“Unibail-Rodamco-Westfield worked for several years to sell their US assets, so they did not invest additional resources in this property,” Schoeneck said. “So I think this signals a new chapter for the mall.”
Bridge Group Investments, founded in 2004 by the Mersho family and working with Speerpoint, has invested more than $400 million in retail, industrial and multifamily real estate.
“We’ve grown our family business from one store to more than 170 across the United States, so we know firsthand what it takes to be successful in retail,” said George Mersho, managing partner of Bridge Group Investments, in one Explanation. “That’s why we have such great confidence in Steerpoint Capital’s strategy. They understand that consumer expectations of retail space are fundamentally changing and, like us, believe there is a unique opportunity to reinvigorate properties like North County Mall and generate significant returns.”
Bridge and Steerpoint have hired Spinoso Real Estate Group to manage the mall and retained the mall’s existing manager, Schoeneck said.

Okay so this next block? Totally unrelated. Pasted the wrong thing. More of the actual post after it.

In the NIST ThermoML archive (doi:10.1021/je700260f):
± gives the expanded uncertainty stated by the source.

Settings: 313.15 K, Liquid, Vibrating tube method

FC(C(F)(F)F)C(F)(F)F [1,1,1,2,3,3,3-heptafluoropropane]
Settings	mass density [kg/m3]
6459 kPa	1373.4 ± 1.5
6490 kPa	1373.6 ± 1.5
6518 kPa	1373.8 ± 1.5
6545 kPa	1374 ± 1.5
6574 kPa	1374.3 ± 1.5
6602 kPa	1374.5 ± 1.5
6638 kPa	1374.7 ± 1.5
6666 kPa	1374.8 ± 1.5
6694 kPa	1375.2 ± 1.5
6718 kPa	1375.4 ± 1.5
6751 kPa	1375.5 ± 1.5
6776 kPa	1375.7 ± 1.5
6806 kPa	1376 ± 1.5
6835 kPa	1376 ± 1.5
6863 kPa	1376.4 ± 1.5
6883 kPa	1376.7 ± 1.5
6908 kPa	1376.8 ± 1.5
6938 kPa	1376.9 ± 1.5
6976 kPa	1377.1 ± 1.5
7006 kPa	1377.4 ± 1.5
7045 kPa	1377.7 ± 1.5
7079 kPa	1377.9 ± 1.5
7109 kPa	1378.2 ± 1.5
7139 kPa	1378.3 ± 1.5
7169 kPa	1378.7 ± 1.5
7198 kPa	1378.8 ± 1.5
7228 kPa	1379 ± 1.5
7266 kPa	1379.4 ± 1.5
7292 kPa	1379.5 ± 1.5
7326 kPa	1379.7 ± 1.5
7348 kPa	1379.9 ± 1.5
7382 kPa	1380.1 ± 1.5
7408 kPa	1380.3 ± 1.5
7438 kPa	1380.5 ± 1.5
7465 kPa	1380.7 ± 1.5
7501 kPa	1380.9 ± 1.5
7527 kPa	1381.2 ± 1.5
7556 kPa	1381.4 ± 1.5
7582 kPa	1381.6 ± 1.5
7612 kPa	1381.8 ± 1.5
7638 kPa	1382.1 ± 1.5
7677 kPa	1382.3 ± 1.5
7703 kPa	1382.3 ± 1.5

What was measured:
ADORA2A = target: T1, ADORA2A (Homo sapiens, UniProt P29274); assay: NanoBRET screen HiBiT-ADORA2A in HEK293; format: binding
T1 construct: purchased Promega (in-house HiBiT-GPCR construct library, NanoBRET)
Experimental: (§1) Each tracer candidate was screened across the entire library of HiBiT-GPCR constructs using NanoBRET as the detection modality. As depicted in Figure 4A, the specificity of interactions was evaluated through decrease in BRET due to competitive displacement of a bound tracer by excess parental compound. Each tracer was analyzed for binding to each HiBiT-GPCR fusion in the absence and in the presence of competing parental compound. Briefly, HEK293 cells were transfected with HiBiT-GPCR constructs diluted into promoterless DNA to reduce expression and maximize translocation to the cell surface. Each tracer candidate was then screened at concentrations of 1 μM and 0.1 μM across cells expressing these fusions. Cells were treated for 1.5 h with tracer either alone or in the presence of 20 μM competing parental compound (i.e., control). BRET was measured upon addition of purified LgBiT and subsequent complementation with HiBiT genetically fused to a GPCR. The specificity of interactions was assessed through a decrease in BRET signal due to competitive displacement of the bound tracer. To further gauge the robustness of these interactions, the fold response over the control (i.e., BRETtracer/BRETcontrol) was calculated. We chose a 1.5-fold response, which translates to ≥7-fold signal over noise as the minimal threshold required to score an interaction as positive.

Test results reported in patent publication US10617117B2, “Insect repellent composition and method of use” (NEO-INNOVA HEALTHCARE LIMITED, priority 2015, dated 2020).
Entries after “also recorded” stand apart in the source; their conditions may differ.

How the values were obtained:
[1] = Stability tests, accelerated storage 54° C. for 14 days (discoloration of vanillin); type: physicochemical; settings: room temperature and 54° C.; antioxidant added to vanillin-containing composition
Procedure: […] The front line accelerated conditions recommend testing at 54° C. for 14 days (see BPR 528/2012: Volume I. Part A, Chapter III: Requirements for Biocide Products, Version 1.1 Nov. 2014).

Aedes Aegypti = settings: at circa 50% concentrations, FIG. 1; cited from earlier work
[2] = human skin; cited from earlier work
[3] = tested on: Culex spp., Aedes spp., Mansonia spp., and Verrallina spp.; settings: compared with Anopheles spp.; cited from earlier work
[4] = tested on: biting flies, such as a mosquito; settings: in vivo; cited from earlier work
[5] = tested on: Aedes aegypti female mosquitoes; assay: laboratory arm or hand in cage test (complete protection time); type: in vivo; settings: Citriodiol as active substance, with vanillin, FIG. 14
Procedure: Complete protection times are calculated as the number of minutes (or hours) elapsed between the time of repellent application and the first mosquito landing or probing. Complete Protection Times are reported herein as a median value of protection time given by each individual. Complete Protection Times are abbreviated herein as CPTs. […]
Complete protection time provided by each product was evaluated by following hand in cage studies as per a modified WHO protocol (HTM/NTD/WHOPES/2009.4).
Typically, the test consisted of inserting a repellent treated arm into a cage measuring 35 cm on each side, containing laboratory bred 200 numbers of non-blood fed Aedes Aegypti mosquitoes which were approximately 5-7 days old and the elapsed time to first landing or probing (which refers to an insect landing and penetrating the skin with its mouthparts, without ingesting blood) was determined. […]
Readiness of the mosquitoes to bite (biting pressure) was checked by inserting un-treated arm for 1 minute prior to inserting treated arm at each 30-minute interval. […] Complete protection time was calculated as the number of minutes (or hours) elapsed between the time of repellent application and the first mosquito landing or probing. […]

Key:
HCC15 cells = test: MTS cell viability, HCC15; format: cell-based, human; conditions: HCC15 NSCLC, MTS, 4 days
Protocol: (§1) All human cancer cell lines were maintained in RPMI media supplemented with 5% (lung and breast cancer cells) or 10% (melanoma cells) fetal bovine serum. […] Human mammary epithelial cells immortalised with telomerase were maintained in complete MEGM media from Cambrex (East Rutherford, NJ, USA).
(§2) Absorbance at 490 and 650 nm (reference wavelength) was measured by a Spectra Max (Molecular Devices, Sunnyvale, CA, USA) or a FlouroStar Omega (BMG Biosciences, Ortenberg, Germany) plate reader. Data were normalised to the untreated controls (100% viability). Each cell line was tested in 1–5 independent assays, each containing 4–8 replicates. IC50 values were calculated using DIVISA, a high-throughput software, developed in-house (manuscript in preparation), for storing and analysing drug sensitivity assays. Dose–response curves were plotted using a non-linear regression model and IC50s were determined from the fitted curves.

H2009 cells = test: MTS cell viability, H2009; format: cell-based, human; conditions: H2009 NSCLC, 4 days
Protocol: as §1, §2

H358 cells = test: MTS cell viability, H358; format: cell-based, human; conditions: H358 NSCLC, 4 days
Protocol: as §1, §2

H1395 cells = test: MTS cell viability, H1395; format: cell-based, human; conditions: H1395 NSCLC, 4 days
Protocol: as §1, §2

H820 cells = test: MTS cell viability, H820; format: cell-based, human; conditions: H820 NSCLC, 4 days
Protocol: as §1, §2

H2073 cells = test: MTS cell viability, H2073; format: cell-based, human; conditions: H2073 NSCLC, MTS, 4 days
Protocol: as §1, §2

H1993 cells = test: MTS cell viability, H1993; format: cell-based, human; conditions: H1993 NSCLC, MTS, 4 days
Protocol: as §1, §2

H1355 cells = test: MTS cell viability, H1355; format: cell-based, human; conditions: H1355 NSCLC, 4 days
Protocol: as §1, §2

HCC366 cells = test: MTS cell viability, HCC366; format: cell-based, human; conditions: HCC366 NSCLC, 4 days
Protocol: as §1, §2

Joshua Ohl, director of market analytics at CoStar Group, agrees there are many ways to reposition the Escondido mall.
“Consumers have shown increasing interest in experiential retail spaces and this could be an opportunity to advance that element,” he said. “San Diego’s retail market has entered 2023 in a very strong position with little to no supply pressure on the horizon. I think there will be many North County residents who will be excited by the potential.”
Schöneck pointed out that no apartments are allowed on the city-owned site unless voters would pass a voting measure allowing that use.
No more Bed, Bath & Beyond for you
Retailer Bed Bath & Beyond plans to close an additional 87 stores across the United States, including three in San Diego County, as the company faces likely bankruptcy proceedings.
“As we work with our advisers to consider multiple paths, we are implementing actions to manage our business as efficiently as possible,” the company said in a statement provided to City News Service on Wednesday. “We continue our analysis of our store footprint based on a variety of factors, and together with our advisers, have identified additional Bed Bath & Beyond store closures that we will implement in a timely manner. We will update all stakeholders on our plans as they develop and finalize.”
The latest round of closings — announced by the company Monday — comes on the heels of August’s announcement of 150 store closings.